I spent last weekend at a retreat, not quilt related, but one that seriously bolstered my commitment to building up the Quilting Community. In one of the talks we heard a saying from Trinidad that goes something like, “It is not my business what you think of me”. Weirdly both my pens and phone were in my pocket, with me thinking, “I’ll remember this!” There was a bit more to it and I’m hoping to find the full quote.
I remember the moment when I made the choice not to envy or be jealous of the talent and skillset of other quilt makers. One of the benefits of facebook and other social media is that we have ever greater, immediate access to the quilters we like and their work. In one sense this is great, we can see that work grow and change. In another sense it’s not so great because what *might* develop is a sense of envy and jealousy that is difficult to break. Back to this moment: I commented to a quilter whose skill and artistry I admired that “I wanted to be like her when I grew up!”. Then within moments (seriously this stuff happens) someone made that very same comment to me, shocking me for a moment and fully bringing me to my senses. No, I do not want to be like this other quilter at all. She is amazing as a quilter and she worked really hard to grow and develop her own style. Watching her grow as a quilter was incredibly delightful. This woman can Quilt!.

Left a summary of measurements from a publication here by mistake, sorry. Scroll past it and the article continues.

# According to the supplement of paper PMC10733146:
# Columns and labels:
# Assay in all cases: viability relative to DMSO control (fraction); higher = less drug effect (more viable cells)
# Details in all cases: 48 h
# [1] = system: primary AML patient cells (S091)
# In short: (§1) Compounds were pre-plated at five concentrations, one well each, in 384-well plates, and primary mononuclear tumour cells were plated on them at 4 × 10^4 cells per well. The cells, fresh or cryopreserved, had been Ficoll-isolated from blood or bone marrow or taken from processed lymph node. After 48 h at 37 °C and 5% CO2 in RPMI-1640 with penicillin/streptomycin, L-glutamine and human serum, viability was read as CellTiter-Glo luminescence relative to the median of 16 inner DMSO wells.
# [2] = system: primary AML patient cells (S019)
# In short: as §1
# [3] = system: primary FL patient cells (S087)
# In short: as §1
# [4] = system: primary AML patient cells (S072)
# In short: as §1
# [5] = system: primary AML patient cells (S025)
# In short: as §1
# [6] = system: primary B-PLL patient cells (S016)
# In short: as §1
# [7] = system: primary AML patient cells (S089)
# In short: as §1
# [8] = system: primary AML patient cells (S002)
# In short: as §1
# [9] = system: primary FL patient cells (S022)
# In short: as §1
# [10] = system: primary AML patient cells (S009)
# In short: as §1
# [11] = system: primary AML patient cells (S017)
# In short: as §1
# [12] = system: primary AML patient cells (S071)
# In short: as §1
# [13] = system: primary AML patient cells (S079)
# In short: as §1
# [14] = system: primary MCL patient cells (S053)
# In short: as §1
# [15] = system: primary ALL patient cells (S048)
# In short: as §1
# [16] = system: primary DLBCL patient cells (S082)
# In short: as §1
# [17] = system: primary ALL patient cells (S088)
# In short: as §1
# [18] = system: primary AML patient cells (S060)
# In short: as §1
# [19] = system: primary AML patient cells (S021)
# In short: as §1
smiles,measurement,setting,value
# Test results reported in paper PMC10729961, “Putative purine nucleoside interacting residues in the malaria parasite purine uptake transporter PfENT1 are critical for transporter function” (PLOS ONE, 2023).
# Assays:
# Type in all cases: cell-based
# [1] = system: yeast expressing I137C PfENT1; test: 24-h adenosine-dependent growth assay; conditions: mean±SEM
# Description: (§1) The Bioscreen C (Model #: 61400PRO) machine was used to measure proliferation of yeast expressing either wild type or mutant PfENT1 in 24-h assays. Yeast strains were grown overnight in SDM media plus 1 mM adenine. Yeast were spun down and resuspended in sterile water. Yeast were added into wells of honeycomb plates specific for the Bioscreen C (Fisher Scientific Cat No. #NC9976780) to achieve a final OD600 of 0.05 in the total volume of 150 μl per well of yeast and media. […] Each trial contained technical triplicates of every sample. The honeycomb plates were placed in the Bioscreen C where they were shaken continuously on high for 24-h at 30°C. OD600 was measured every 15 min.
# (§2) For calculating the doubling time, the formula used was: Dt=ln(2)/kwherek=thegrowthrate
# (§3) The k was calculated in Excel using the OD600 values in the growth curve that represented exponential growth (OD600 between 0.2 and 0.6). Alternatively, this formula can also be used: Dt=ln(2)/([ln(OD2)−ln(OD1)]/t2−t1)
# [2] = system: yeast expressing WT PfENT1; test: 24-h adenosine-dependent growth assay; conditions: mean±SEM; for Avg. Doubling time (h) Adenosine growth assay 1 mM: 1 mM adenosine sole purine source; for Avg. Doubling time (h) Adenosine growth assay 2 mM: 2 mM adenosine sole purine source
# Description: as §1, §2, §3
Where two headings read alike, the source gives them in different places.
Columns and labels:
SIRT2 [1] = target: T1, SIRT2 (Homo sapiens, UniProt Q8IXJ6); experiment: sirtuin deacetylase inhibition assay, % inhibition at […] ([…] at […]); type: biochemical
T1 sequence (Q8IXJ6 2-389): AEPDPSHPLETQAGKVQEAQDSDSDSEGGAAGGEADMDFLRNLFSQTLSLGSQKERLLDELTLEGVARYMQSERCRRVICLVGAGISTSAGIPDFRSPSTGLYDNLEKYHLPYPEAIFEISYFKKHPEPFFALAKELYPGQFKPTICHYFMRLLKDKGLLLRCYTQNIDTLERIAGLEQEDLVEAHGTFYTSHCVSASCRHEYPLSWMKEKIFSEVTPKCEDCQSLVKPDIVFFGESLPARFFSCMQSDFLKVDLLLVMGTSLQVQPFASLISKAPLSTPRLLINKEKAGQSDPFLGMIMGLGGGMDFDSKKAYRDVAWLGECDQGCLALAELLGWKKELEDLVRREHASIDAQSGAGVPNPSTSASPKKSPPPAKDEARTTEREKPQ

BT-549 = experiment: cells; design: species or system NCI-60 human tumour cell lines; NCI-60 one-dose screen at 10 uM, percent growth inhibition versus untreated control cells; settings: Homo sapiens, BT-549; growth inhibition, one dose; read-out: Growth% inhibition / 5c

When that same comment came back to me I thought, “No, no darlin’ you don’t. I’m a flipping hot mess and quite weird.” Okay the weird part is really normal however the hot mess part well, that is still there. I said thank you and you can and practice! practice! practice. And never said that to anyone else again. Becase deep down in the very core of my being I want you to be the very best quilter that you are meant to be. It doesn’t matter to me what that looks like as long as you become confident in that. There is great beauty in learning to quilt in your own style, and it lets us in, gives us a sneak preview of you.
Joking around saying that I gave up envy and jealousy for Lent one year and haven’t taken it back isn’t so much a joke as it is a way of saying that, as a quilter I am enough. As a quilter you are enough. No apology is necessary for what your quilts look like. Qualifiers like “I’m only a beginner” and “I have such and such a machine” or “I do everything by hand”.
This was preceeded by giving up quilterly snobbery too. Quilt snobbery came back to bite me in the booty the moment I threaded up my BERNINA 1080 and started machine quilting never looking back.
You see, we’re all quilters no matter the style we choose to quilt in, the fabrics we love, the threads we use, and the patterns we do/don’t use. We’re a weird, wacky, wonderful family with a myriad of ideas, ways of doing things, and approaches to the gift that quilting is in our lives. May your day be full of quilting in whaterver style you love.